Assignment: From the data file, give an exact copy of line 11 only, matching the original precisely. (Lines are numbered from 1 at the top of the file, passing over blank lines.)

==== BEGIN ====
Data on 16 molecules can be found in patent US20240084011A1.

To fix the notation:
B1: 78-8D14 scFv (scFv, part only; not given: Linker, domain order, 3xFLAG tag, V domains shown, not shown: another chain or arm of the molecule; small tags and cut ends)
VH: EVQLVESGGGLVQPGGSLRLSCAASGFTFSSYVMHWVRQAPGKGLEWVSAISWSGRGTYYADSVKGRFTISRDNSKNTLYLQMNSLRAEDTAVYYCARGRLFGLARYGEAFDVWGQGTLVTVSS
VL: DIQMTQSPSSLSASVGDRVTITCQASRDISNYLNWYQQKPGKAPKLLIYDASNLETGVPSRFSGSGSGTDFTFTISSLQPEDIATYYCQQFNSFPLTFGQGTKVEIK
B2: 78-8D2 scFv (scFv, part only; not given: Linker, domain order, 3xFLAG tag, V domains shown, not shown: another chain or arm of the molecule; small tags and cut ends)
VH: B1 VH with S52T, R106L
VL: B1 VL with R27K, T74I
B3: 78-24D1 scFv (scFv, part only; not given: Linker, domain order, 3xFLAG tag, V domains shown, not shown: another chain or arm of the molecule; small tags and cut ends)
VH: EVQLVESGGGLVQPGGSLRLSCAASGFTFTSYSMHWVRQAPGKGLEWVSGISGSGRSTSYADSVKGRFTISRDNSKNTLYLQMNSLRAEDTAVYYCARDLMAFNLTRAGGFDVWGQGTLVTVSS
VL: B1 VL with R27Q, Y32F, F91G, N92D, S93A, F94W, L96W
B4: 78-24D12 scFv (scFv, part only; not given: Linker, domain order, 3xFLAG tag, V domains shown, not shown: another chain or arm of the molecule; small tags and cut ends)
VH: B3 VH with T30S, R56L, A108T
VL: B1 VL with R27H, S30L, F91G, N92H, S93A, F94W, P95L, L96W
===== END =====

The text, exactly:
VL: B1 VL with R27Q, Y32F, F91G, N92D, S93A, F94W, L96W